Improved vegetable production practices increase incomes of smallholder farmers in Nepal
Shanta B.K., 33, lives in the Narpani, Arghakhanchi district in western Nepal with her husband and four children. She is a member of the Dalit community, a disadvantaged group in Nepal, but despite the challenges she faces, Shanta has been determined to improve her livelihood by becoming a commercial farmer. By participating in KISAN trainings on vegetable production, Shanta was able to improve her yields and income; she also manages a formal farmers group. Her vegetable farm is so successful now that her husband was able to return home from working overseas.
In this area of Nepal, farming, including vegetable production, is the primary occupation for most people who are mostly smallholders earning low incomes. Shanta is a farmer, housewife, and vegetable retailer, growing vegetables on the two ropani (less than one acre) of suitable agricultural land that her family owns. Her husband worked overseas as a migrant laborer in order to support the family. Being a strong and determined woman, Shanta was looking for opportunities to improve her families’ standard of living.
Through the KISAN project, Shanta was trained in how to raise vegetables. She learned about crop planning and linkages, vegetable nursery and crop production management, crop plantation technology, post-harvest and marketing training, and bio-pesticide (Jholmol) preparation. She also learned about new technologies that can improve productivity, and how engaging in both seasonal and off-seasonal vegetable production can further increase her income. Shanta also joined the Deurali Dalit Women Agriculture Group in Jagat, Arghakhanchi. Of the 16 members (all of whom are women and from the dalit community) in this agriculture group, she is one of the most active members and is currently serving as Secretary for the group.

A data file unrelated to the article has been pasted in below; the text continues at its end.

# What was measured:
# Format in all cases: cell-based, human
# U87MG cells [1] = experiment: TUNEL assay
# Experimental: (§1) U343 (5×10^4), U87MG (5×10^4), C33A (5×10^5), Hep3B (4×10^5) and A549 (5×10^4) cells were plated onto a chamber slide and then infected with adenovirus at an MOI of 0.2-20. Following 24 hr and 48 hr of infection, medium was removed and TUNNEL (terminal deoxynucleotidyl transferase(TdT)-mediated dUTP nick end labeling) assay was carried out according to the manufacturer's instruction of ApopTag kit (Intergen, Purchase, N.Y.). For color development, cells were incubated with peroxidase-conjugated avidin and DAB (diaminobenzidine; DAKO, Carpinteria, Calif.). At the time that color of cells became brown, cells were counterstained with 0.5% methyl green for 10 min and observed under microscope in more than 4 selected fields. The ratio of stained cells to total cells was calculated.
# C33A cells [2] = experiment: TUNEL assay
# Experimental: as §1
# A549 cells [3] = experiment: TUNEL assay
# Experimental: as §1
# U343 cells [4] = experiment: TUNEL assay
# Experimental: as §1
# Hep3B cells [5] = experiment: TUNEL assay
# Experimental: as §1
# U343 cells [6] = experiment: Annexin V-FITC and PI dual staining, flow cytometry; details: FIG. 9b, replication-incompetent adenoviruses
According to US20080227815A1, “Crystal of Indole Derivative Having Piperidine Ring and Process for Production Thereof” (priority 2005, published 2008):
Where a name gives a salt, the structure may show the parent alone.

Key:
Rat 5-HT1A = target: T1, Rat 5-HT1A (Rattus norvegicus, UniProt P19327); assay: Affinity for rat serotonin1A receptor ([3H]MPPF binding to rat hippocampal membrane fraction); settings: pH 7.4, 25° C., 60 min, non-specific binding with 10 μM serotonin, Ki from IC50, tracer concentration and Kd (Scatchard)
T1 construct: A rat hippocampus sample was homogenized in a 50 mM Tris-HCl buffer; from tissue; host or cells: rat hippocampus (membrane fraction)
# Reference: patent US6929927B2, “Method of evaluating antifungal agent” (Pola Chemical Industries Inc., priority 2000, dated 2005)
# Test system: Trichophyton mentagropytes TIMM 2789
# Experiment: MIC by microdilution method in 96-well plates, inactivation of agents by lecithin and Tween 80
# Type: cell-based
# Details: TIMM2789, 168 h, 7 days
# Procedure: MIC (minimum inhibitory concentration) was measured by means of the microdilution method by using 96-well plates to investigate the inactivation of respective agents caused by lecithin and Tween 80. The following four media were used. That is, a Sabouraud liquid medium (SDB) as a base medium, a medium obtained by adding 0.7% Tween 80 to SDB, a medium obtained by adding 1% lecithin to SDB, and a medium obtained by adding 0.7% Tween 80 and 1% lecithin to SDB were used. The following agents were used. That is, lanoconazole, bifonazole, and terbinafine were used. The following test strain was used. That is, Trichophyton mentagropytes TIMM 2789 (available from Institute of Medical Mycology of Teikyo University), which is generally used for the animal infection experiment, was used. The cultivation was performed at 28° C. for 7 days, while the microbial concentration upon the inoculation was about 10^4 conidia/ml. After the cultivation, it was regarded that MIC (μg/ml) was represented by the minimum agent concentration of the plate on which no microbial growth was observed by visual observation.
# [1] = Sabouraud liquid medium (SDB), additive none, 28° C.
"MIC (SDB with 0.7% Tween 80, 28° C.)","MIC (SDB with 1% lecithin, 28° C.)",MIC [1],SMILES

By producing a variety of vegetables on her farm, Shanta was able to earn NPR 37,000 in one season and with continued harvesting, will increase her income to an average of NPR 42,000 per season. This is more than triple the average income for a vegetable farmer in one cropping cycle. She has started a nursery with early varieties of cauliflower and cabbage which can be sold at higher prices in the market. Shanta is actively involved in the Deurali Dalit Women Agriculture Group, which was first established in 2010 with cooperation from District Agriculture Development Office (DADO), Arghakhanchi. However, the group was not very active in previous years. Because of Shanta, the group is now active and has received various vegetable production technologies and training organized by USAID’s KISAN Project; and the group’s irrigation facility was supported by DADO, Arghakhanchi. “I believe vegetable production, if done [properly using technology], can bring economic change in my family life, as well as [in the lives of] my group’s fellow members.”
The KISAN trainings changed the way Shanta thinks about vegetable production. After attending all of the training sessions and demonstrations, she applied the new technologies and practices to her vegetable farm. Shanta is no longer just producing vegetables for consumption — she is now able to sell surplus produce to a nearby market. She has been able to give back to her agriculture group, which helps train women of the community in bettering their vegetable production technology. She is proud to be a prime example in the Dalit community of how access to knowledge-based training and technology motivates and helps marginalized communities overcome barriers to successful vegetable production.